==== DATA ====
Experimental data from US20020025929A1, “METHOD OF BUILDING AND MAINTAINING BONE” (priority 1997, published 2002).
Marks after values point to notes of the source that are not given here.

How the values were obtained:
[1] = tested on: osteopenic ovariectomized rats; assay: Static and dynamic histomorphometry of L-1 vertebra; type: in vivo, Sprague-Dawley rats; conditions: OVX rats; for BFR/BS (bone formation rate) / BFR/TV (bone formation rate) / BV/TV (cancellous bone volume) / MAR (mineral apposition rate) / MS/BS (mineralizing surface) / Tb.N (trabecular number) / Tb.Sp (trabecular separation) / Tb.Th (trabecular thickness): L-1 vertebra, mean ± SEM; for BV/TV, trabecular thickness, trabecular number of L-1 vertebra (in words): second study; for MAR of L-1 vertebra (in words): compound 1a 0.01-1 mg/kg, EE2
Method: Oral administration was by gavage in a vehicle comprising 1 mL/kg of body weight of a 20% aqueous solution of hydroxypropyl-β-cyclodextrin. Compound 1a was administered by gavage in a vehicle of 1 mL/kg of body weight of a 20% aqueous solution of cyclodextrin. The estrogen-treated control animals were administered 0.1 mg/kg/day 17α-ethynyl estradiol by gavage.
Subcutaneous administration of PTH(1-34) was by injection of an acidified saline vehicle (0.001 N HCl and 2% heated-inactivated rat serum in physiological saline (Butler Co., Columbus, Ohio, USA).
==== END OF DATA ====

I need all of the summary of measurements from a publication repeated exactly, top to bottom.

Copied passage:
Experimental data from US20020025929A1, “METHOD OF BUILDING AND MAINTAINING BONE” (priority 1997, published 2002).
Marks after values point to notes of the source that are not given here.

How the values were obtained:
[1] = tested on: osteopenic ovariectomized rats; assay: Static and dynamic histomorphometry of L-1 vertebra; type: in vivo, Sprague-Dawley rats; conditions: OVX rats; for BFR/BS (bone formation rate) / BFR/TV (bone formation rate) / BV/TV (cancellous bone volume) / MAR (mineral apposition rate) / MS/BS (mineralizing surface) / Tb.N (trabecular number) / Tb.Sp (trabecular separation) / Tb.Th (trabecular thickness): L-1 vertebra, mean ± SEM; for BV/TV, trabecular thickness, trabecular number of L-1 vertebra (in words): second study; for MAR of L-1 vertebra (in words): compound 1a 0.01-1 mg/kg, EE2
Method: Oral administration was by gavage in a vehicle comprising 1 mL/kg of body weight of a 20% aqueous solution of hydroxypropyl-β-cyclodextrin. Compound 1a was administered by gavage in a vehicle of 1 mL/kg of body weight of a 20% aqueous solution of cyclodextrin. The estrogen-treated control animals were administered 0.1 mg/kg/day 17α-ethynyl estradiol by gavage.
Subcutaneous administration of PTH(1-34) was by injection of an acidified saline vehicle (0.001 N HCl and 2% heated-inactivated rat serum in physiological saline (Butler Co., Columbus, Ohio, USA).